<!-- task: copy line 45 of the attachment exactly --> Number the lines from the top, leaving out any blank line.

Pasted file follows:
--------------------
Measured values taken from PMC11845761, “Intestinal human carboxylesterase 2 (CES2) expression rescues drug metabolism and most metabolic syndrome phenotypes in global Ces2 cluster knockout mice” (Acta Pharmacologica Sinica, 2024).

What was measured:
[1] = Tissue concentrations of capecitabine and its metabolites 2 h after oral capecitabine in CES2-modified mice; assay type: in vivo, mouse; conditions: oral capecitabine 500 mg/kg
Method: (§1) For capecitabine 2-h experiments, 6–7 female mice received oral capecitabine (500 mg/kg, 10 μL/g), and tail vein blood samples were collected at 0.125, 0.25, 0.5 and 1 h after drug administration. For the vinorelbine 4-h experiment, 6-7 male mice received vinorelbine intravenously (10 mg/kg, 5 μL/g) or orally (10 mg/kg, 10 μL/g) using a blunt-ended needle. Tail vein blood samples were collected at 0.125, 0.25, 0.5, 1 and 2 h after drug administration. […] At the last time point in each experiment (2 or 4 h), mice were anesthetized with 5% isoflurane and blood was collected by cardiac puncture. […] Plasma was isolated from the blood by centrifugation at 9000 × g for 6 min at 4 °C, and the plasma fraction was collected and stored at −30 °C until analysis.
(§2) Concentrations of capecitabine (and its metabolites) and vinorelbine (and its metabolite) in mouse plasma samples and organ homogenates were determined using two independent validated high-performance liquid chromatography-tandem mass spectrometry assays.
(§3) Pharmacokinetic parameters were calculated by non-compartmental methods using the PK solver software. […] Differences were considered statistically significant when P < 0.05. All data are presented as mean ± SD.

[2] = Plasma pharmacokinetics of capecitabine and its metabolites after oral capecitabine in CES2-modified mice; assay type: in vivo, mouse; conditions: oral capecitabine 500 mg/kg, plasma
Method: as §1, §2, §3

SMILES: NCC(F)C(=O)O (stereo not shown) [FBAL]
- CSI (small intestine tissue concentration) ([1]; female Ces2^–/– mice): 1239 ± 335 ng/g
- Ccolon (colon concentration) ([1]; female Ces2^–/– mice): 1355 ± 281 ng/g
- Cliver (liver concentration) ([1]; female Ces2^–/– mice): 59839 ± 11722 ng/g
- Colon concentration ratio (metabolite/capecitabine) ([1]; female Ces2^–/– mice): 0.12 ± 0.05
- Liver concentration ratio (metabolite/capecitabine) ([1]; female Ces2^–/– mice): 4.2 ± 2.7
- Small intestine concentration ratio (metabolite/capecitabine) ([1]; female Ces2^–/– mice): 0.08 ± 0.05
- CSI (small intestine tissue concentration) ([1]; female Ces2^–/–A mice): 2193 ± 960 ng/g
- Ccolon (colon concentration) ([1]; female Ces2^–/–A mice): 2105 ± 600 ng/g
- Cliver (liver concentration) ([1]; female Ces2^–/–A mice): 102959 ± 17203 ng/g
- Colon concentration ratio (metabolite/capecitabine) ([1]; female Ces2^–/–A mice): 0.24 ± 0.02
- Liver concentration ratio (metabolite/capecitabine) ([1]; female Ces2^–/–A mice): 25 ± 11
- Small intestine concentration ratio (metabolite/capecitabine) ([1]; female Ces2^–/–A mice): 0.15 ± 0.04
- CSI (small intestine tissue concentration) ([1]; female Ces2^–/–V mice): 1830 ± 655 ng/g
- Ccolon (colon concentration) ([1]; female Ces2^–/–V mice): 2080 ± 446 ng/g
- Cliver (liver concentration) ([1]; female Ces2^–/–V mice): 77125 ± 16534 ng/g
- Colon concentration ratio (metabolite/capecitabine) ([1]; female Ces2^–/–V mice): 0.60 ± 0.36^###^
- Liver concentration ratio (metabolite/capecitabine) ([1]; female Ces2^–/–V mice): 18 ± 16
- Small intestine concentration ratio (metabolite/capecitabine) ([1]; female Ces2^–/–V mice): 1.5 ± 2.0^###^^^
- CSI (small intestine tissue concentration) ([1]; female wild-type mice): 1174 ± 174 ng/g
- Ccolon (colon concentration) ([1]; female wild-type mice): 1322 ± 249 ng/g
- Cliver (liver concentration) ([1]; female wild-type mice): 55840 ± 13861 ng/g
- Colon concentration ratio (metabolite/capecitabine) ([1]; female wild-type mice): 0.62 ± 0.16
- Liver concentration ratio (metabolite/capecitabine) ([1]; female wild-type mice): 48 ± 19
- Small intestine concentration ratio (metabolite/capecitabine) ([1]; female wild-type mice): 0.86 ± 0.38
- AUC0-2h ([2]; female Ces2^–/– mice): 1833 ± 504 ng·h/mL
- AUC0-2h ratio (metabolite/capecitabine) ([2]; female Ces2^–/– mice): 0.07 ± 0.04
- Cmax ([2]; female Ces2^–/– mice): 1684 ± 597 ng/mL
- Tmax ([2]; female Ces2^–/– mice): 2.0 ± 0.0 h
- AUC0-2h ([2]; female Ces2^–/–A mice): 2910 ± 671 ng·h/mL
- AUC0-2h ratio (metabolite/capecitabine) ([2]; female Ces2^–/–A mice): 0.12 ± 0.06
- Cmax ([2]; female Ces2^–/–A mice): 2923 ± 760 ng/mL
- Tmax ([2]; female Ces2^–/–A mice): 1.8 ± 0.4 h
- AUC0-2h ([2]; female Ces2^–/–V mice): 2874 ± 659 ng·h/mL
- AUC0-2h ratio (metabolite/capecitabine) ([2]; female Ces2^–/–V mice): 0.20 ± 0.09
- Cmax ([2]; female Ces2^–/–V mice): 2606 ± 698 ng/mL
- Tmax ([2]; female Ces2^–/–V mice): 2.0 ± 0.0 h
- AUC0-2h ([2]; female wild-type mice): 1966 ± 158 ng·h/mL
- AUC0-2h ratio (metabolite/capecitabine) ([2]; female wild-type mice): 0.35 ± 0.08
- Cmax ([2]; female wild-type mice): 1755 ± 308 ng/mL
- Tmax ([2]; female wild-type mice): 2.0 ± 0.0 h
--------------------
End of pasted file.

- Tmax ([2]; female Ces2^–/–V mice): 2.0 ± 0.0 h